The belief that people have the right to acquire and accumulate private property is also central among Americans. According to John Lock, a seventeenth century philosopher, this is a God given Right. He reasoned that because of abundance of resources on earth, one did not do any harm to others by accumulating more property. This became very central to Americans and became the basis of capitalism that is embraced up to today. This helps us better understand our political systems. Laws are made by these systems, which are in support of private enterprises. Others are created to protect private property, and it is indeed a crime to interfere with one’s property. Those in positions of authority sometimes misuse this privilege and misappropriate public property. From this aspect, we understand that the political systems not only promote capitalism, but also perpetuate it.
In addition to that, education also has a very sacred place in the hearts of many Americans. Since the colonial days, education was regarded as a very important asset to the citizens. According to Lipset (25), learning was respected from the initial days and this led to the establishment of schools and universities. On attaining independence, the American government instituted policies in support of education. Elementary and high school education are considered basic for every American. Lipset quotes a census done in 1840 in which only 9% of people twenty years and above were found to be illiterate. The Americans’ value for education helps us understand the country’s politics in a deeper perspective. It helps us gain a clear picture of what the politicians stand for, and what they can deliver to the people. Every politician will always come up with new policies on how to improve the accessibility and quality of education as a way of wooing voters. The decision on who to elect is more often based on the positions the various aspirants take on education (Lipset 28).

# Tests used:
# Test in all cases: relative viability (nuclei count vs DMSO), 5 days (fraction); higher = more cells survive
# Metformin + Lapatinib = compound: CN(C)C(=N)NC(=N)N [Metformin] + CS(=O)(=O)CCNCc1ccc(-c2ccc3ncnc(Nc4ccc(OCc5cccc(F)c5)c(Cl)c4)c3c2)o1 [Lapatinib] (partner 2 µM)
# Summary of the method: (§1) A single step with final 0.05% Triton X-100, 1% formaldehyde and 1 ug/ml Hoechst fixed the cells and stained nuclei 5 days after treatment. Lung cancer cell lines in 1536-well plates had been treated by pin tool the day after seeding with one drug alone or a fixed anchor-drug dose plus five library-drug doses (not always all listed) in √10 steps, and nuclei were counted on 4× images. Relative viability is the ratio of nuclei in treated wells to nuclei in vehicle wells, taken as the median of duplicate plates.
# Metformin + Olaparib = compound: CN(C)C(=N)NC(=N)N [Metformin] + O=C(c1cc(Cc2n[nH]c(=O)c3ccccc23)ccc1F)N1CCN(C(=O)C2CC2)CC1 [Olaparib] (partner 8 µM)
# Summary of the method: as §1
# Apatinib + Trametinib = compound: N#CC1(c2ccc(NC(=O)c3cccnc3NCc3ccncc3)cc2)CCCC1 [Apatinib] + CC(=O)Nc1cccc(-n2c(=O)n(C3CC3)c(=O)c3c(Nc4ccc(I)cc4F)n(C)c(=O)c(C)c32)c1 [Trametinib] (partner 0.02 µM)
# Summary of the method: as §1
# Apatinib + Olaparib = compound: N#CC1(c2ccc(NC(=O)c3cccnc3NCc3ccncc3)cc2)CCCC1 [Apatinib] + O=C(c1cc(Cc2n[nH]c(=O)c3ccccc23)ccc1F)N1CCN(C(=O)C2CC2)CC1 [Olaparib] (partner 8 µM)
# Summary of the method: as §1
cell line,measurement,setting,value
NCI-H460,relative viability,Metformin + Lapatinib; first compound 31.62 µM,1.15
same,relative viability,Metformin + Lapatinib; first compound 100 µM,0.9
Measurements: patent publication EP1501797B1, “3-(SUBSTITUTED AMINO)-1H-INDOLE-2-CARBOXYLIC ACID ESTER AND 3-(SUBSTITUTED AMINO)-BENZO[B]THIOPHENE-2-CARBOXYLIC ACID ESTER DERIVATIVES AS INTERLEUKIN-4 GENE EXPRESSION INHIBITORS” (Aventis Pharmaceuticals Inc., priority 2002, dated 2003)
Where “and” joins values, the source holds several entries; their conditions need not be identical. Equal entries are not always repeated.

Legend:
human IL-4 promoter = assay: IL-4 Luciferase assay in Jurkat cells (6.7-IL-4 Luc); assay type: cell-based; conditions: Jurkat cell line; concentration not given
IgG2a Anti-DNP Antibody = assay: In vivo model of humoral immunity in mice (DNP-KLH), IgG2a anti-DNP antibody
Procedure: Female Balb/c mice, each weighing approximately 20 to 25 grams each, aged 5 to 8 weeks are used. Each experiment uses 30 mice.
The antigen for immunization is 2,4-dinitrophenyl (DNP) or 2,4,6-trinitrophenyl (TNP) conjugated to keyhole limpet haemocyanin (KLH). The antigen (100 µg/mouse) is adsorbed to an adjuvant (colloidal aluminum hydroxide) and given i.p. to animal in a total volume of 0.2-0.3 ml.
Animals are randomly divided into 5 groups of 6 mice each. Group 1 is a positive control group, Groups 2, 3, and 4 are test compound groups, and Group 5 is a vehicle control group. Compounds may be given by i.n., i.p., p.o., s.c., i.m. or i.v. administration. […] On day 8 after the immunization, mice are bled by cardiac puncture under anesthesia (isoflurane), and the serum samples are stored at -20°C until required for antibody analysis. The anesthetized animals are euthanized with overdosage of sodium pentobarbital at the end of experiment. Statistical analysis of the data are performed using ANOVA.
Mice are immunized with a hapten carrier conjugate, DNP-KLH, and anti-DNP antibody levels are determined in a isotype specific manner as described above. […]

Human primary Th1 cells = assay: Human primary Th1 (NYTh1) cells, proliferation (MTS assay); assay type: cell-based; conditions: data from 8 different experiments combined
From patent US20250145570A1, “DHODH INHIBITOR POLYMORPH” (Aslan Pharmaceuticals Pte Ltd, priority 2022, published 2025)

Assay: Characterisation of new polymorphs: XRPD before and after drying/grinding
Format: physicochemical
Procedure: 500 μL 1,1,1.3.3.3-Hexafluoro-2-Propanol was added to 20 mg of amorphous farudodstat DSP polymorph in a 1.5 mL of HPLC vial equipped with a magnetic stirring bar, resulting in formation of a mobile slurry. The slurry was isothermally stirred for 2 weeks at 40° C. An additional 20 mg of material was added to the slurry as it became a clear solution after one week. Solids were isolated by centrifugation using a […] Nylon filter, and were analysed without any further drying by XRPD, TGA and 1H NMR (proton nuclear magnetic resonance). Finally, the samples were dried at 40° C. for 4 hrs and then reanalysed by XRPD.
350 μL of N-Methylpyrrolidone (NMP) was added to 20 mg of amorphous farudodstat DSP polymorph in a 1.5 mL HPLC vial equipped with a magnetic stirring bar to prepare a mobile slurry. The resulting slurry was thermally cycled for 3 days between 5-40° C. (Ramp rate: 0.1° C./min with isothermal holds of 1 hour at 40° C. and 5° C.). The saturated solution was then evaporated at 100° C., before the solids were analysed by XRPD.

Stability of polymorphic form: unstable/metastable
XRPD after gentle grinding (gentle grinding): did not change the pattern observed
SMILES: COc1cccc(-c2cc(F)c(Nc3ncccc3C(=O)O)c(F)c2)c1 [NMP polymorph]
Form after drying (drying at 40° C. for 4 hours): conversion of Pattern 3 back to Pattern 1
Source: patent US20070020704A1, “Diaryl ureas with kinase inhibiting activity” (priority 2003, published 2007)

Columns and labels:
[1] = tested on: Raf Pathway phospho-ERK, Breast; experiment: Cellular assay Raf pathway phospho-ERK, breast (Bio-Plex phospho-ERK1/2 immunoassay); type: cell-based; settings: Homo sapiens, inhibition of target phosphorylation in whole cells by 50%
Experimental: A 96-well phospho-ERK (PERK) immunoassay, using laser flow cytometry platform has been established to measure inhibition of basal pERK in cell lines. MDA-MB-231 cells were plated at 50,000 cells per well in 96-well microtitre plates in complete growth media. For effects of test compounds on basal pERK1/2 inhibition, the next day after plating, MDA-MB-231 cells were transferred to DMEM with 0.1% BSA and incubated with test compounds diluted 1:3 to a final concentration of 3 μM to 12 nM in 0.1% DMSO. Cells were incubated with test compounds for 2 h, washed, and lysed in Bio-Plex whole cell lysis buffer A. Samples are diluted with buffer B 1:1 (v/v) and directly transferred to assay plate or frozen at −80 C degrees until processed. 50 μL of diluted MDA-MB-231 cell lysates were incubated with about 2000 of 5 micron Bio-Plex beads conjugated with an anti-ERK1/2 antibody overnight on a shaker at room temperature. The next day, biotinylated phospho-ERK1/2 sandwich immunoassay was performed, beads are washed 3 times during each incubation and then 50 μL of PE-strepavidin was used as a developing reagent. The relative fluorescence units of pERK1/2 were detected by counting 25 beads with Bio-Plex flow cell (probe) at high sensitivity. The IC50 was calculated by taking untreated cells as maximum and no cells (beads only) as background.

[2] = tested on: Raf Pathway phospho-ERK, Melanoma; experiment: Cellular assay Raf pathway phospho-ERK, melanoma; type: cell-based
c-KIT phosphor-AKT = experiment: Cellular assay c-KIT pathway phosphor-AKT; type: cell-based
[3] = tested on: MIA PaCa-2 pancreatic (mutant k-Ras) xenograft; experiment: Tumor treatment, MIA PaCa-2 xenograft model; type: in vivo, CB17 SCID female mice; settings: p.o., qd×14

Another pertinent aspect in the American culture is that of risk taking. Historically, Americans are known to be great risk takers. There is a common belief that for one to make it in everything, risk taking must be a way of life for that person. It follows that Americans start embracing the practice early in life. This aspect helps shed some light on the way the country’s politics are played out. It is often seen that in majority of the political decisions taken, a lot of risk taking is usually involved. The obvious way is not the most preferred most of the times.
Among the American culture, the freedom of expression is given a lot of weight. People are considered free to air out their views and opinions as they please. The states however, through various mechanisms limit the extent of this right. In the world of politics, people have the freedom to criticize one another, and critique their policies. Politicians also publicly criticize each other, and disclose sensitive information about others. Various laws have been put in place to safeguard this freedom. The limits imposed on the enjoyment of this freedom are also subject of these laws and regulations. In conclusion, it can be said that Americans have a diverse culture, and it plays an important role in shaping their political landscape. It is on the basis of culture that various political inclinations are derived.
De Tocqueville, Alexis. John Stone and Stephen Mennell. Alexis de Tocqueville on democracy,
revolution, and society: selected writings. Chicago: University of Chicago Press, 1982.
Lipset, Seymour. The democratic century. Norman: University of Oklahoma Press, 2004. Print.